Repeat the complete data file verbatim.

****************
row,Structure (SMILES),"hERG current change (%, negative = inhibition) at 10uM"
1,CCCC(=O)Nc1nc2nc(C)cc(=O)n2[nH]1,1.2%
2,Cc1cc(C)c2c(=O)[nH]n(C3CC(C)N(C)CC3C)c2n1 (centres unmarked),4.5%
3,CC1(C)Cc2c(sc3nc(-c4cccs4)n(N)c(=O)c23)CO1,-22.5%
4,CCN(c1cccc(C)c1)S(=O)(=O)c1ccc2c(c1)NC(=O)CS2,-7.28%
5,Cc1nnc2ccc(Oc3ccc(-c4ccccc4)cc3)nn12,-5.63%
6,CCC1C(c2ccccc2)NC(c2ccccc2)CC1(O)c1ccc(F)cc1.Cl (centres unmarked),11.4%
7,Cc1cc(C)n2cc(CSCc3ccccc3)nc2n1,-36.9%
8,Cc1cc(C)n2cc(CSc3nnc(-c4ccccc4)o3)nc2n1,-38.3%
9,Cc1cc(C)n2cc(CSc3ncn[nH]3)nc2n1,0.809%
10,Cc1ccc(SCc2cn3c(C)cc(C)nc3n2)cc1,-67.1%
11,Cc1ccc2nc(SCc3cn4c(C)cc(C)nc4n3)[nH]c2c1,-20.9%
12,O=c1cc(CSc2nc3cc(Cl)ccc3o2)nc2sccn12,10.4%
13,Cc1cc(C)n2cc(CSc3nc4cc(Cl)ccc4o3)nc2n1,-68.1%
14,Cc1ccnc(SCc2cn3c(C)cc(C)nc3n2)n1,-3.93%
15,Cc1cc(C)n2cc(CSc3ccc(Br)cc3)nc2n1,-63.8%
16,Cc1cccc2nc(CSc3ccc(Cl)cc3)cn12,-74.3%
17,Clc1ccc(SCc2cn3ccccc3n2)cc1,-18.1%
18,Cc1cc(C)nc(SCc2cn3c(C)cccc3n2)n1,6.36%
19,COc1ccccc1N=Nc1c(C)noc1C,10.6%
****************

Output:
row,Structure (SMILES),"hERG current change (%, negative = inhibition) at 10uM"
1,CCCC(=O)Nc1nc2nc(C)cc(=O)n2[nH]1,1.2%
2,Cc1cc(C)c2c(=O)[nH]n(C3CC(C)N(C)CC3C)c2n1 (centres unmarked),4.5%
3,CC1(C)Cc2c(sc3nc(-c4cccs4)n(N)c(=O)c23)CO1,-22.5%
4,CCN(c1cccc(C)c1)S(=O)(=O)c1ccc2c(c1)NC(=O)CS2,-7.28%
5,Cc1nnc2ccc(Oc3ccc(-c4ccccc4)cc3)nn12,-5.63%
6,CCC1C(c2ccccc2)NC(c2ccccc2)CC1(O)c1ccc(F)cc1.Cl (centres unmarked),11.4%
7,Cc1cc(C)n2cc(CSCc3ccccc3)nc2n1,-36.9%
8,Cc1cc(C)n2cc(CSc3nnc(-c4ccccc4)o3)nc2n1,-38.3%
9,Cc1cc(C)n2cc(CSc3ncn[nH]3)nc2n1,0.809%
10,Cc1ccc(SCc2cn3c(C)cc(C)nc3n2)cc1,-67.1%
11,Cc1ccc2nc(SCc3cn4c(C)cc(C)nc4n3)[nH]c2c1,-20.9%
12,O=c1cc(CSc2nc3cc(Cl)ccc3o2)nc2sccn12,10.4%
13,Cc1cc(C)n2cc(CSc3nc4cc(Cl)ccc4o3)nc2n1,-68.1%
14,Cc1ccnc(SCc2cn3c(C)cc(C)nc3n2)n1,-3.93%
15,Cc1cc(C)n2cc(CSc3ccc(Br)cc3)nc2n1,-63.8%
16,Cc1cccc2nc(CSc3ccc(Cl)cc3)cn12,-74.3%
17,Clc1ccc(SCc2cn3ccccc3n2)cc1,-18.1%
18,Cc1cc(C)nc(SCc2cn3c(C)cccc3n2)n1,6.36%
19,COc1ccccc1N=Nc1c(C)noc1C,10.6%